Thursday, February 20, 2014
Rise of the Planet of the Apes (2011)
Rise of the Planet of the Apes (2011)
Coming into this movie I had only seen the original Planet of the Apes film, which I previously wrote about on this blog, and the 2001 remake directed by Tim Burton (Ape Lincoln!). Rise of the Planet of the Apes serves as both a reboot of the series and a prequel. It tries to have it both ways in this respect like X-Men: First Class which also came out in 2011. This is a bit confusing as Rise of the Planet of the Apes sometimes goes out of its way to tie itself into the original (mentions of the spaceship) but at other moments features new ideas and concepts from the sequels such as Conquest of the Planet of the Apes. Honestly, this could've easily been its own movie not part of the POTA series, which is apparently how it was originally conceived. Although I love the original 1968 film, I never understood why this became a franchise, other than the popularity of the first movie, which felt very stand alone.
The original POTA film implies that a nuclear war caused human civilization to end and apes to rise, but this movie has the apes become intelligent as a result of drug testing while a related epidemic takes a huge bite out of the human population. There are also a lot of callbacks to the original film. While some of these are subtle such as Caesar playing with a toy Statue of Liberty, others are more obvious like the use of the line "Take your stinking paws off me you damn dirty ape!" which occasionally took me out of the movie. To be fair these references are done well and fit in naturally (except for the spaceship stuff which was tacked on) and wouldn't be noticed by people who haven't seen the original. There are also parallels to the original such as the main characters being put in captivity and hosed down. I thought these generally worked even though inverting the original film is kinda strange since that story in itself was an inversion of humans and apes. You could title this movie Planet of the Humans!
In Rise of the Planet of the Apes a bio-tech company creates a drug that allows the brain to repair itself and is intended to be a cure for Alzheimer's Disease. When testing seems to go wrong, the apes being tested on the project are all put down except for one baby who is taken in by scientist Will Rodman (James Franco). Rodman only intends to keep the chimpanzee temporarily but discovers that the ape inherited high intelligence from its mother due to the drug and decides to raise it. The ape, named Caesar, learns more as he is raised by Rodman but craves to explore the outside world.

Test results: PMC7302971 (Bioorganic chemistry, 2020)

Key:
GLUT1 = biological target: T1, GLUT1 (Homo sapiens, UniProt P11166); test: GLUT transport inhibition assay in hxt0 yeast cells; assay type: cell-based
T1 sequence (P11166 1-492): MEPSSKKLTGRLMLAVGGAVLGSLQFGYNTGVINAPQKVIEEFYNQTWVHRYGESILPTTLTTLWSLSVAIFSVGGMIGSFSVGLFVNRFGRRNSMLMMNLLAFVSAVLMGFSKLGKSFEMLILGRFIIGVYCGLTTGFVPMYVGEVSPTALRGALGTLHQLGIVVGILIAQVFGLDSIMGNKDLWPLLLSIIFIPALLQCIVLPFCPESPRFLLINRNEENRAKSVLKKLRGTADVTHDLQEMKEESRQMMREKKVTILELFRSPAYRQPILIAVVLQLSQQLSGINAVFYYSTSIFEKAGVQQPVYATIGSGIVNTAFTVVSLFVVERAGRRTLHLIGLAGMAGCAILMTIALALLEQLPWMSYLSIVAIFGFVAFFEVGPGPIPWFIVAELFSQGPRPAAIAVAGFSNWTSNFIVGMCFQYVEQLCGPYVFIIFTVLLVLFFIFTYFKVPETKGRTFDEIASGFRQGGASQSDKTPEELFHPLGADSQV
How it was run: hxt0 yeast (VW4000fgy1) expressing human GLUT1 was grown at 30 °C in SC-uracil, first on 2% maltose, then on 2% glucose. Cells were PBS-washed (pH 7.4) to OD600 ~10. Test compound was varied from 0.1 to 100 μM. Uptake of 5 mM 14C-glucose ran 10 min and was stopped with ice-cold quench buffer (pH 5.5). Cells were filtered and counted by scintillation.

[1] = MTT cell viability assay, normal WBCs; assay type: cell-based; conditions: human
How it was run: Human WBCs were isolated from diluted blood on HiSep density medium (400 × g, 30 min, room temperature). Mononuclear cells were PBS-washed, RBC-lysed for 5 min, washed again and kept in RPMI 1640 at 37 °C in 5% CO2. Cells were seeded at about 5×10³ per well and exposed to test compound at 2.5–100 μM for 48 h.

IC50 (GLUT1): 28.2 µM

Caesar is the main character of the movie and despite not being human, this his story. The film really shines whenever Caesar is the focus. Caesar has a fascinating character arc going from a subservient chimp living with humans to leader of the apes. Caesar communicates with the other apes using sign language which is subtitled. I thought this was a creative spin on things as it differs from the original film with talking apes while also telling the story well without a ton of dialogue at times. Andy Serkis does a great job yet again with the motion capture acting. The CGI used for the apes was very good. I usually still realized I was watching effects but this was mainly with the eyes and faces. The textures of the hair were better than I anticipated and the movements from (I assume) motion capture are very fluid.
Both Rodman and his father (played by John Lithgow who I didn't know was in this movie coming in but puts in a nice performance as usual) with Alzheimer's Disease are interesting but there isn't much to the other human characters. Freida Pinto's character doesn't have much to do other than her introduction scene at the zoo and is nothing more than James Franco's girlfriend after that. If there must be a love interest can she at least be integrated into the story more? Tom Felton, best known as Draco Malfoy in the Harry Potter movie series, does a good job of playing a mean villain. However, we never get any motivation as to why he is a bad guy. I think the intention was that he has a shitty life and is taking it out on the apes in the primate shelter but this never actually comes across. Besides Serkis, Felton and Lithgow are the acting bright spots but don't have that much screen time. Everyone else is average at best.
Rise of the Planet of the Apes is well paced. I've frequently complained of recent Hollywood blockbusters being too long but this one comes in at a sleek 105 minutes and doesn't overstay its welcome.
The movie is not without some plot problems. For example, if you had a neighbor who has Alzheimer's disease and also owns a chimp, would you leave your car keys in your unlocked vehicle which is parked on a public street? It doesn't help that this is a pivotal scene which sets up the rest of the film.
The climax is a cool action set piece on the Golden Gate Bridge. While the scene is well made and fun to watch, wouldn't it have made more sense for the apes to just get past the bridge (or find a more discreet way) to the Muir Woods as quick as possible instead of making a stand?
Despite some issues I still liked Rise of the Planet of the Apes. I would place Rise somewhere in the middle of the chasm between the great original film and the crappy 2001 remake. I can't say I'm excited for the sequel, Dawn of the Planet of the Apes, teased in the post-credits scene, but at least it will have Gary Oldman in it.